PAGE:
asked the Minister of Education the capital cost of new school construction and extensions together with the additional school places to be provided in schemes approved since October, 1951; and what was the comparative figure for the period October, 1950 to October, 1951.
Between 1st October, 1951, and 30th September last new schools and other projects for primary and secondary education have been approved to a total value of £28,662,302. These projects will provide altogether 161,470 additional school places. Comparable figures for the period 1st October, 1950, to 30th September, 1951, were £41,520,978 and 210,780 places.
Yes, but I am sure the hon. Gentleman will be glad to know that more school buildings are becoming available because we have started fewer buildings and we are completing them quicker. I am sure the hon. Gentleman will be interested in some figures which I shall give in answer to Question No. 14.
I do not know on what information the hon. Gentleman says that the amount of steel being used is less than it was under a previous Government. All I would say is that we have done more school building this year in the first six months than was done last year.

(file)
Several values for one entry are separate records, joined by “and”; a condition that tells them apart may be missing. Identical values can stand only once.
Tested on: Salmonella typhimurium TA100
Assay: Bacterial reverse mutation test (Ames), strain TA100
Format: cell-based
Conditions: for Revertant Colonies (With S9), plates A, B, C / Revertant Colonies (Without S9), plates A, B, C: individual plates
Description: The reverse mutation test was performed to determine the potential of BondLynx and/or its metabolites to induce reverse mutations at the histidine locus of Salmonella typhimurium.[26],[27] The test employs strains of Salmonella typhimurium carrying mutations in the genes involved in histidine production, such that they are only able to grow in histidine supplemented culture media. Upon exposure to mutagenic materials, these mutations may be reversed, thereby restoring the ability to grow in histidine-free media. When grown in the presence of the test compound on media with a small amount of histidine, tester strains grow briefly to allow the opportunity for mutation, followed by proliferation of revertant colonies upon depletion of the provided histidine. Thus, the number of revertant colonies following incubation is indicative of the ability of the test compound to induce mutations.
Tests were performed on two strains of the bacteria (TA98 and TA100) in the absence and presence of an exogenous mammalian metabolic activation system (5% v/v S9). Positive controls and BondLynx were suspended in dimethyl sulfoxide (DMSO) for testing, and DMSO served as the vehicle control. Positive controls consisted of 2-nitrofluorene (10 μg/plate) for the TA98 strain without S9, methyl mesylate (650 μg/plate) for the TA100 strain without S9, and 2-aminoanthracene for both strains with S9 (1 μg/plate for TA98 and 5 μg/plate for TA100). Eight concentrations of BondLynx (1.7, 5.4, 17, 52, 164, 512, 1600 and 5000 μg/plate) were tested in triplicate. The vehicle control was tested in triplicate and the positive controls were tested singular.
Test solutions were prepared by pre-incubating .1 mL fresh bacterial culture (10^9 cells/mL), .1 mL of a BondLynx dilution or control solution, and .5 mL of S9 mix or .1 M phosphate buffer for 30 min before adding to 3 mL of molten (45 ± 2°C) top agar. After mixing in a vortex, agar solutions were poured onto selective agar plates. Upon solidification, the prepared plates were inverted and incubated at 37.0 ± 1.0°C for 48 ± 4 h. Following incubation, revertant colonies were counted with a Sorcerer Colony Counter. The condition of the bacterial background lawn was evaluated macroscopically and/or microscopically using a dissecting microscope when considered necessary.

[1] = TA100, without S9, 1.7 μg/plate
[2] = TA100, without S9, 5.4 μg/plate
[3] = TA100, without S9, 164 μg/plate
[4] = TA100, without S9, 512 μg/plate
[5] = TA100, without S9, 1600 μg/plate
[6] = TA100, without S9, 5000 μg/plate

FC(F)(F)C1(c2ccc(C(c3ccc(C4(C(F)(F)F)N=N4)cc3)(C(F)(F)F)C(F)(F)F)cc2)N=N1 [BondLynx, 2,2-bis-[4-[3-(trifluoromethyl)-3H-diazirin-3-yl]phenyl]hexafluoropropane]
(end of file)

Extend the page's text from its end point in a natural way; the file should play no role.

During the first six months of 1952 capital expenditure totalling about £17.75 million was incurred in respect of work done on major school building projects under construction in England and Wales. The comparable figures for 1950 and 1951 are £9.9 million and £14.6 million respectively.
While thanking my right hon. Friend for the information she has given, may I ask her if she can give an assurance that this very welcome increase is being continued during the second half of this year?
I could not without notice, but, as I have said to the House more than once, what I am trying to do is to get on with buildings that have been started and get them completed instead of having too many started and too few completed.
Yes, but I would like to point out that during the time of my predecessor who found that the building was too extravagant there were reductions, and those reductions are going on.
If the right hon. Gentleman will look at the figures he will find that we are now dealing, in a great many cases, with schools that were started and which could not possibly be completed. If we start too many we shall not get them completed for a long time. Hitherto, it was taking three years to build secondary schools, but I opened one last week which had been built in 18 months.